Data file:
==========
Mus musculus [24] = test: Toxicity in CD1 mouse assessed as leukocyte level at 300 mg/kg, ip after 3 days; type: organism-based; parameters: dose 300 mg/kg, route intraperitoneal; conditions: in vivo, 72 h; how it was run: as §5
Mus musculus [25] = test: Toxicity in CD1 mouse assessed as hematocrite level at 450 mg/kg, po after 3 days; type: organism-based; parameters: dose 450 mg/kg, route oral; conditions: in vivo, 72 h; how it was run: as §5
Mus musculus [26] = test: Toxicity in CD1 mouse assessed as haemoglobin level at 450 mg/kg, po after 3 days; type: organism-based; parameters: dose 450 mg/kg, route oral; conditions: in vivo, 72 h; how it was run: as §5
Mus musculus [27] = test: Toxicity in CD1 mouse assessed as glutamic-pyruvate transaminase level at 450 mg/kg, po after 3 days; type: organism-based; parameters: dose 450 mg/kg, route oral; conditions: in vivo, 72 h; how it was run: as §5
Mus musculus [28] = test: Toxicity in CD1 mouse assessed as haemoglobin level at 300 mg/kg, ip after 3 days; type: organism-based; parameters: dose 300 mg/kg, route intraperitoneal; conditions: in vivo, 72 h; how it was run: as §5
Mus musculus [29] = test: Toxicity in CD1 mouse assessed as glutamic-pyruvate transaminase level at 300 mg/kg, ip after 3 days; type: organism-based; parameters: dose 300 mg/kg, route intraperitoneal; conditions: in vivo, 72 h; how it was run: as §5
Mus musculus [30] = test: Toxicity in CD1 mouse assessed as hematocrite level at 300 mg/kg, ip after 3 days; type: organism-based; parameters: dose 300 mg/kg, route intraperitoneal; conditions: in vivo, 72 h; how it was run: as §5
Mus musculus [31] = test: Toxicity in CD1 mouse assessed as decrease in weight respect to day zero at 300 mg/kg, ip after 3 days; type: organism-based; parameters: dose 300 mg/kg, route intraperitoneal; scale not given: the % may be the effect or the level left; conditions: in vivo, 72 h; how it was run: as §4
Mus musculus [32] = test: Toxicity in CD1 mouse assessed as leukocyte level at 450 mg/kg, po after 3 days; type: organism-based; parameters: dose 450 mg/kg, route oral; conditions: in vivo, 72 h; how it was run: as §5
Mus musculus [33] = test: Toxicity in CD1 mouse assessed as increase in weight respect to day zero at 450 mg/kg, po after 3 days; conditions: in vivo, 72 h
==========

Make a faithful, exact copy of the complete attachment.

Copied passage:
Mus musculus [24] = test: Toxicity in CD1 mouse assessed as leukocyte level at 300 mg/kg, ip after 3 days; type: organism-based; parameters: dose 300 mg/kg, route intraperitoneal; conditions: in vivo, 72 h; how it was run: as §5
Mus musculus [25] = test: Toxicity in CD1 mouse assessed as hematocrite level at 450 mg/kg, po after 3 days; type: organism-based; parameters: dose 450 mg/kg, route oral; conditions: in vivo, 72 h; how it was run: as §5
Mus musculus [26] = test: Toxicity in CD1 mouse assessed as haemoglobin level at 450 mg/kg, po after 3 days; type: organism-based; parameters: dose 450 mg/kg, route oral; conditions: in vivo, 72 h; how it was run: as §5
Mus musculus [27] = test: Toxicity in CD1 mouse assessed as glutamic-pyruvate transaminase level at 450 mg/kg, po after 3 days; type: organism-based; parameters: dose 450 mg/kg, route oral; conditions: in vivo, 72 h; how it was run: as §5
Mus musculus [28] = test: Toxicity in CD1 mouse assessed as haemoglobin level at 300 mg/kg, ip after 3 days; type: organism-based; parameters: dose 300 mg/kg, route intraperitoneal; conditions: in vivo, 72 h; how it was run: as §5
Mus musculus [29] = test: Toxicity in CD1 mouse assessed as glutamic-pyruvate transaminase level at 300 mg/kg, ip after 3 days; type: organism-based; parameters: dose 300 mg/kg, route intraperitoneal; conditions: in vivo, 72 h; how it was run: as §5
Mus musculus [30] = test: Toxicity in CD1 mouse assessed as hematocrite level at 300 mg/kg, ip after 3 days; type: organism-based; parameters: dose 300 mg/kg, route intraperitoneal; conditions: in vivo, 72 h; how it was run: as §5
Mus musculus [31] = test: Toxicity in CD1 mouse assessed as decrease in weight respect to day zero at 300 mg/kg, ip after 3 days; type: organism-based; parameters: dose 300 mg/kg, route intraperitoneal; scale not given: the % may be the effect or the level left; conditions: in vivo, 72 h; how it was run: as §4
Mus musculus [32] = test: Toxicity in CD1 mouse assessed as leukocyte level at 450 mg/kg, po after 3 days; type: organism-based; parameters: dose 450 mg/kg, route oral; conditions: in vivo, 72 h; how it was run: as §5
Mus musculus [33] = test: Toxicity in CD1 mouse assessed as increase in weight respect to day zero at 450 mg/kg, po after 3 days; conditions: in vivo, 72 h